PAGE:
Also, in FIG. 2, only amplifiers A1A3 have been given the ability to switch the gain. However, it is also possible to provide amplifiers B1B3 with a switching function as well. In other words, in the present embodiment, the point of connection of the amplifiers having the ability to switch gain may just as easily be made upstream of the analog multiplexer as downstream of the analog multiplexer.

As described above, according to the X-ray imaging apparatus and method of the present invention, by providing amplifiers A1A3 upstream of the analog multiplexer with the ability to switch the gain, the S/N in the moving-picture mode can be improved by setting the gain higher in the moving-picture mode than in the still-picture mode. Moreover, both moving images and still images can be acquired with one and the same apparatus, thus making it possible to obtain picture quality equivalent to that of conventional film but with an apparatus arrangement that is lighter and more compact than the conventional I.I imaging equipment.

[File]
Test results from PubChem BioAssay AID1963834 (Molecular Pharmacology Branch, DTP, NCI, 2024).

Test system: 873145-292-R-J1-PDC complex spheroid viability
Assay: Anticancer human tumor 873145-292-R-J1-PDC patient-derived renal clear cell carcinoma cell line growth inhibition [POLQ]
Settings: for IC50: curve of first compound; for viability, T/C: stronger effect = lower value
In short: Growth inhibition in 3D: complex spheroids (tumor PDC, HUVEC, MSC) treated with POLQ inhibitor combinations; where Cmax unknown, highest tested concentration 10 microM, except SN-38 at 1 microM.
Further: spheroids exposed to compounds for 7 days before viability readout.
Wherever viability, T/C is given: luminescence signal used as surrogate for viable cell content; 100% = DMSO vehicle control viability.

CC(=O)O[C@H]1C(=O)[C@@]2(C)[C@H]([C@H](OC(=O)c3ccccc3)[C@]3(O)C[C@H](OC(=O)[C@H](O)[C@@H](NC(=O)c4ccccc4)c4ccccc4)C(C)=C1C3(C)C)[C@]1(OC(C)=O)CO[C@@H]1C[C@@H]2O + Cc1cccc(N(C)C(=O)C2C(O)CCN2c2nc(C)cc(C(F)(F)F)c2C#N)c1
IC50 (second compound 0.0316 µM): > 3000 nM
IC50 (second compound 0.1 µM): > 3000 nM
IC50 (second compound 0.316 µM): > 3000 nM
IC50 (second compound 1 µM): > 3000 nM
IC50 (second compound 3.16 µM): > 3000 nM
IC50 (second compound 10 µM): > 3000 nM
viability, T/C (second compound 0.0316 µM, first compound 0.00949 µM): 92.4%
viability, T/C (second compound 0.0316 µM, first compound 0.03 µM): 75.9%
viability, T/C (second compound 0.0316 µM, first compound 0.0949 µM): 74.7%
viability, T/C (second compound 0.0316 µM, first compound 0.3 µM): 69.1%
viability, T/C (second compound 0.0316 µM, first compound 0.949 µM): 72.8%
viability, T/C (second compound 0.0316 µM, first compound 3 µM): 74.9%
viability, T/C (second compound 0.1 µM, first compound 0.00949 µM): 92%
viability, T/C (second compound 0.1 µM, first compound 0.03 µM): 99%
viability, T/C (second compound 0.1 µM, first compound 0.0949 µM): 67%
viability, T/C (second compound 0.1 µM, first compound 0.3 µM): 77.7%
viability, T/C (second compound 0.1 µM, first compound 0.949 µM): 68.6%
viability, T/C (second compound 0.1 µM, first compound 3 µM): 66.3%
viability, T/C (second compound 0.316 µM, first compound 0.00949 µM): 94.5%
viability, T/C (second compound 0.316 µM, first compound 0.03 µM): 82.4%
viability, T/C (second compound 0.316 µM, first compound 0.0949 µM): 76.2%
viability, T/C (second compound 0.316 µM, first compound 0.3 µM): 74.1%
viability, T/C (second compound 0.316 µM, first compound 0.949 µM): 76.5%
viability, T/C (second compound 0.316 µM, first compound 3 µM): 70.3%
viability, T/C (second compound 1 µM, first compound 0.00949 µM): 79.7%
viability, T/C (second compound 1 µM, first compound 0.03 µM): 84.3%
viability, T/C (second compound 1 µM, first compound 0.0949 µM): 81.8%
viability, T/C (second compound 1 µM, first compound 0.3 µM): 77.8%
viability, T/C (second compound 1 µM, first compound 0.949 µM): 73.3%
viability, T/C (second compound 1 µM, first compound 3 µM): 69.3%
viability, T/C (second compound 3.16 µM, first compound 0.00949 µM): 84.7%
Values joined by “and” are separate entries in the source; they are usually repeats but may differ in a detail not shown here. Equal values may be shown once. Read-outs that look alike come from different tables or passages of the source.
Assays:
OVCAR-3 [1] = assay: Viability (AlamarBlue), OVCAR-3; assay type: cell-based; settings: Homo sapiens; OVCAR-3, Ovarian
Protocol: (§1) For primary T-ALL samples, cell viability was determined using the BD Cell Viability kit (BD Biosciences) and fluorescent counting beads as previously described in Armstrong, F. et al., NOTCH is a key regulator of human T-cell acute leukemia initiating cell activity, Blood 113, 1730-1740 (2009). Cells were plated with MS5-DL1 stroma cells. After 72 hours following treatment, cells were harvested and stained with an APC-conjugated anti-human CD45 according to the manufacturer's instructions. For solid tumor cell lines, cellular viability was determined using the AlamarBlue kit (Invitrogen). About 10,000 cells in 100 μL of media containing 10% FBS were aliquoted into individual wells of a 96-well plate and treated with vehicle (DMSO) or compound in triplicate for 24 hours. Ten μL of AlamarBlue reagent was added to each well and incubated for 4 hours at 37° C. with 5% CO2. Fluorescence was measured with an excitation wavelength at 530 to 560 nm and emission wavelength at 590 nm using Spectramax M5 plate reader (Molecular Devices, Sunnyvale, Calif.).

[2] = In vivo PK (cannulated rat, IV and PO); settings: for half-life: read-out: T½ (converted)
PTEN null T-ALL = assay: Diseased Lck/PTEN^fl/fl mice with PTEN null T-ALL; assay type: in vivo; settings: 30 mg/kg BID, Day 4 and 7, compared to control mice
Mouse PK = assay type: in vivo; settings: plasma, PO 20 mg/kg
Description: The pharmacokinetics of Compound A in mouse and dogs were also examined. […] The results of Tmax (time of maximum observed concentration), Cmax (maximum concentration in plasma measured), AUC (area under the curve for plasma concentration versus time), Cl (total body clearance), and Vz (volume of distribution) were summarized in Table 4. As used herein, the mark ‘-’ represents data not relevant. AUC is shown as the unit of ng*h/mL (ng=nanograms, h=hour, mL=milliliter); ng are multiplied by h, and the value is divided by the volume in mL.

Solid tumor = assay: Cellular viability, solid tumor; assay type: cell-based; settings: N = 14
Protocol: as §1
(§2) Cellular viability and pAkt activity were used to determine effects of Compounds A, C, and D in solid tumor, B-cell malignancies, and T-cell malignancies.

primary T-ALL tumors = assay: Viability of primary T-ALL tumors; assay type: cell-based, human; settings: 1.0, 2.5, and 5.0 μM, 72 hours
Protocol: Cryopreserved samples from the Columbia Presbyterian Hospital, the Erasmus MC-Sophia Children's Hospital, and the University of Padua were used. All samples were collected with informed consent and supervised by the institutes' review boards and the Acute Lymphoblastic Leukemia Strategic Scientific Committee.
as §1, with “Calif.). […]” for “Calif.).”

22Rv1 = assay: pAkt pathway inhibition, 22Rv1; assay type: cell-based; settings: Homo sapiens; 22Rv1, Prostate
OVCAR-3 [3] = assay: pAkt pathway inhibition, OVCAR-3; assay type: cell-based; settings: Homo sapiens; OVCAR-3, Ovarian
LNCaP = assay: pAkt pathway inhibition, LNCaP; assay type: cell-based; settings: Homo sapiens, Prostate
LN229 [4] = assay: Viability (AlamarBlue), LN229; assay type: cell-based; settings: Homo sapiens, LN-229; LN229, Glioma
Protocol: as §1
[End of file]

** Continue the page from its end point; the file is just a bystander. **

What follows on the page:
The present invention thus provides a radiological imaging apparatus and method of the present invention in which, when creating a see-through image of a subject, an operator can select between a moving-picture mode and a still-picture mode using one and the same imaging apparatus and still acquire still-image picture quality equivalent to that of film-based X-ray photography, yet with smaller and more lightweight and compact equipment than is the case with conventional I.I imaging equipment and techniques.

As many apparently widely different embodiments of the present invention can be made without departing from the spirit and scope thereof, it is to be understood that the invention is not limited to the specific preferred embodiments described above thereof except as defined in the claims.

Patent Citations
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Referenced by
Citing PatentFiling datePublication dateApplicantTitle
US7381963Sep 27, 2006Jun 3, 2008Canon Kabushiki KaishaRadiation imaging apparatus, radiation imaging system, and program
US8637829 *Oct 28, 2009Jan 28, 2014SoproMultifunctional image acquisition device
Classifications
U.S. Classification250/370.11, 250/370.07
International ClassificationH04N5/369, H04N5/335, G01T1/24, G01T1/20, H04N5/32, H01L27/14, G01N23/04
Cooperative ClassificationG01N23/04
European ClassificationG01N23/04
Legal Events
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Owner name: CANON KABUSHIKI KAISHA, JAPAN